Productivity retreat, and _War Stories_

Today’s creativity / productivity retreat went well — we had five people attending, and I think most folks got some good stuff done. We’re going to continue them Wednesdays in July, 10-3, $5 — we should have an EventCombo listing up shortly, as soon as Amanda has a moment to put it together. My idea of ‘light snacks’ to accompany the tea & coffee is maybe slightly excessive. (But what if someone is HUNGRY? Can’t be allowed.)

For myself, I got everyone settled and then went to go hide in my shed (taking a break to join people for lunch, then going back out there) and managed to do two picture book revisions, submit one of them, get ready to submit the other and also get ready submit a SF story. (Both of the latter will likely go out tonight.) So that was productive, and also only took about an hour, so I should’ve done it a long time ago, gah. All right, spilt milk, etc.

After that, I finally tried putting together a sort of mosaic of Jump Space universe stories and an interstitial story, which I’ve been wanting to do for weeks, and it’s been super-frustrating that I haven’t gotten to it.

I mostly learned, in the process, that it wasn’t going to be as simple as just cutting and pasting the stories together, not to get the coherent effect I wanted, which, honestly, I already suspected. It couldn’t be THAT easy.

The frame story opens with the protagonists watching the news coverage of conflicts elsewhere in the universe, as the war is developing, and then it cuts to the other stories, in between their narrative. I want to make those transitions smooth and intuitive, so you don’t feel too frustrated cutting away from the main story, and I want it to all build together strongly, to make something greater than the whole (rather than a sort of choppy fix-up where you can see all the painful seams) — that’s going to take some serious thinking and work.

But I also learned that I think it may actually work, if done right, AND that I already have 40K words just putting together the already published stories and the interstitial bits that are already written. Which is very heartening — that’s at least halfway to another book, so that’s nice. Very very nice. Tentatively calling this project _War Stories_, at least as a placeholder. So now in this universe, we have:

• The Stars Change (novella-in-linked stories, published)
• Nalvarum (short novel, mostly written, on what I hope is the final revision pass)
• War Stories (novella-in-linked stories, half-published and maybe 3/4-written)
• Indenture (start of a trilogy or longer series, I think, about 20K written)
• Shattered (start of ANOTHER trilogy or longer series, I think, about 5K written)

Um, maybe I had better start actually FINISHING some of these, rather than starting one after another after another… Tentatively plan is to basically work on Nalvarum and War Stories for now, try to finish up the former and get it out the door, and keep developing short stories for the latter.

Can I get through both before the end of the summer, while also continuing production on Feast and developing Maram (we had a good planning meeting this morning, and are starting to aim towards fall programming) and the SLF and taking care of my library board commitments and getting the house back in order, playing with the kids, clearing away some of the e-mail backlog, and relaxing with some good books?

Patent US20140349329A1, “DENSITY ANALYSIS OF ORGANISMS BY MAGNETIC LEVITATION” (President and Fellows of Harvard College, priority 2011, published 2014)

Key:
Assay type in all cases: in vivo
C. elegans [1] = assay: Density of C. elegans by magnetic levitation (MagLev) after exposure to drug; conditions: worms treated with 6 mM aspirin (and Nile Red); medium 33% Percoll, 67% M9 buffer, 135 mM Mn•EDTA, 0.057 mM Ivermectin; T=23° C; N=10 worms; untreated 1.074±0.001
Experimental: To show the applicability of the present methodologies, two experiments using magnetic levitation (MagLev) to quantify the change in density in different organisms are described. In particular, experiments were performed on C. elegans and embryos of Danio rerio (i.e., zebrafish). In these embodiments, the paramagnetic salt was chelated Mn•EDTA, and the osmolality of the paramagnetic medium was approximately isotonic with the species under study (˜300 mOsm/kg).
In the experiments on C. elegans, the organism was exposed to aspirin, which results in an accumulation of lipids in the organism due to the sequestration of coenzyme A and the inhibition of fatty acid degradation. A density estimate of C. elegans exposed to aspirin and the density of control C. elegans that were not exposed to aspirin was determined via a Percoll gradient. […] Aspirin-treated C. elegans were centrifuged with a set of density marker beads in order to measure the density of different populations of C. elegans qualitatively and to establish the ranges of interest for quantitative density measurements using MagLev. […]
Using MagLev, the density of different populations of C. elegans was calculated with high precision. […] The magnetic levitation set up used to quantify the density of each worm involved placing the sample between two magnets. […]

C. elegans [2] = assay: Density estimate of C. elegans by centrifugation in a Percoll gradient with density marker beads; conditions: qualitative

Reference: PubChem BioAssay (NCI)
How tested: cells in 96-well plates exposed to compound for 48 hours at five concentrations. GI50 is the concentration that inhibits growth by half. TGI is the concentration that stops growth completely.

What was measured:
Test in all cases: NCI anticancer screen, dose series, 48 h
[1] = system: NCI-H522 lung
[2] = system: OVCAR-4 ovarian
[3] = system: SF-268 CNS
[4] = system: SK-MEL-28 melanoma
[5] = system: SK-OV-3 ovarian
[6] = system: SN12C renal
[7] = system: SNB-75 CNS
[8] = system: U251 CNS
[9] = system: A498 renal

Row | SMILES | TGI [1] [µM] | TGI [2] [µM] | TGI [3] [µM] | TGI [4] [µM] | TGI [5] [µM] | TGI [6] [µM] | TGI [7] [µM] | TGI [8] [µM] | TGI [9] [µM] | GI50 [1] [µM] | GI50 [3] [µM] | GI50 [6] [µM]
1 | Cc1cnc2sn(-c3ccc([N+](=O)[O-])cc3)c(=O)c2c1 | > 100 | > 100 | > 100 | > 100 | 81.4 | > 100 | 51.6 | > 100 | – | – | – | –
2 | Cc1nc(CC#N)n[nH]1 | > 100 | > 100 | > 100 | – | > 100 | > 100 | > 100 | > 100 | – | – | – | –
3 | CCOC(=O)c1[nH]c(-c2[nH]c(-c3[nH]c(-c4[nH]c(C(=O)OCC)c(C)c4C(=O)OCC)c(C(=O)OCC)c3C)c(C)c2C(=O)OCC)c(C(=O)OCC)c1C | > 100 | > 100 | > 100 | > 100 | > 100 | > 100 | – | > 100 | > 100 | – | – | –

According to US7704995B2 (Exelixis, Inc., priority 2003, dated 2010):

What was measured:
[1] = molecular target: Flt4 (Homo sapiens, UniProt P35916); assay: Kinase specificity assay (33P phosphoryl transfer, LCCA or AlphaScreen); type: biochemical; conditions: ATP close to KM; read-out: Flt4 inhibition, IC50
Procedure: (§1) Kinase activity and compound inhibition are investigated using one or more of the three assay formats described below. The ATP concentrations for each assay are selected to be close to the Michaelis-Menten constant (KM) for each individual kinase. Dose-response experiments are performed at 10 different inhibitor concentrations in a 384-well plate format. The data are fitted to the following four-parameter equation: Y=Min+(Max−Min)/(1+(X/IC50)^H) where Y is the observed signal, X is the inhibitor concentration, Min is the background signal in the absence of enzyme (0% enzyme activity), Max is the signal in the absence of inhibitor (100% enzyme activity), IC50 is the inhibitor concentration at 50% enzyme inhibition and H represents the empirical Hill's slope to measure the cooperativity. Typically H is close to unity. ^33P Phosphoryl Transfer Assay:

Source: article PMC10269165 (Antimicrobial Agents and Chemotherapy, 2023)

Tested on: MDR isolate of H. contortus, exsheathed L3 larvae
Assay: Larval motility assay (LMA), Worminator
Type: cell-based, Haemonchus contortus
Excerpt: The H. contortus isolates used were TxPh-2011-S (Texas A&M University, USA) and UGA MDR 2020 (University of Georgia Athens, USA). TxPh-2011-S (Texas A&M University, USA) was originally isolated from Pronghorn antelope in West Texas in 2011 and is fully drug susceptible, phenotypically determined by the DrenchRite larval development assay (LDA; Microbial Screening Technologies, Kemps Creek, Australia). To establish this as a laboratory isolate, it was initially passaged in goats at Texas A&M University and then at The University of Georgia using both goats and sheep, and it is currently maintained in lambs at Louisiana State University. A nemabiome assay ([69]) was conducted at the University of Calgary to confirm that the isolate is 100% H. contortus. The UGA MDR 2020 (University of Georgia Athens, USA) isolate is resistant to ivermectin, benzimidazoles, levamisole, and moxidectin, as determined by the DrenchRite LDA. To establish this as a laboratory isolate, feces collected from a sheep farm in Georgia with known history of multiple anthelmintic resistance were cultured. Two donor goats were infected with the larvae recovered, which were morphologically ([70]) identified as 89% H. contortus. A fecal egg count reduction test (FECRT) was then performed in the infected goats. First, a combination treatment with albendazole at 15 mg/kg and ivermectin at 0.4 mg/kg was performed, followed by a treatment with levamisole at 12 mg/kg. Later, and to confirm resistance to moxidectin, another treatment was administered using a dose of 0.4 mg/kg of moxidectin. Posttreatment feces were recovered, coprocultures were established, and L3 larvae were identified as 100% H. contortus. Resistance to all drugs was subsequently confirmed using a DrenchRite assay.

Well, we’ll see.

Sripati was…helpful.



[excerpt from “Thin Air”, _War Stories_]

“What’s going on?” Narita stepped into the living room to find Amara curled in on herself on the sofa, crying soundlessly. The screens told her the rest of the story, and when she flicked on her internal net connection, the updates frenetically blinked a blazing red. The news must have come through in the last few minutes. She shut her connection off again – the screens were bad enough; she didn’t need it screaming inside her head too.

Tires placed around people’s torsos – not human torsos, of course. Humods, from Ariel, from the look of it, tall and thin, with arms and hands gene-modified to webbed wings. She’d read about Ariel in her humod med school classes; low gravity and air only a little thicker than Kriti’s, only marginally habitable without terraforming – but enough. It was the first colony planet which had inspired humans to deliberately change themselves to better suit the planet.

Some of Ariel’s colonists had wanted to fly. They hadn’t managed true flight, but they’d lightened their bones enough that when they launched themselves from Ariel’s jagged cliffs, they could catch the winds and glide.

They were flying now, flying and falling. Humans grabbing their tender wings, tearing the webbing.

It shouldn’t be so easy to kill. Lay a tire around the neck, press it down to immobilize the arms. Set the tire on fire and push the humod off the edge of the cliff. They fell, trapped and tumbling, burning and screaming. Amara had turned the feedback on high, so along with the thin, distant screams, Narita was buffeted with wind and heat and the smell of scorched flesh. There were hundreds of humods in the air, like tiny comets, blazing down in the dark. Night on Ariel.

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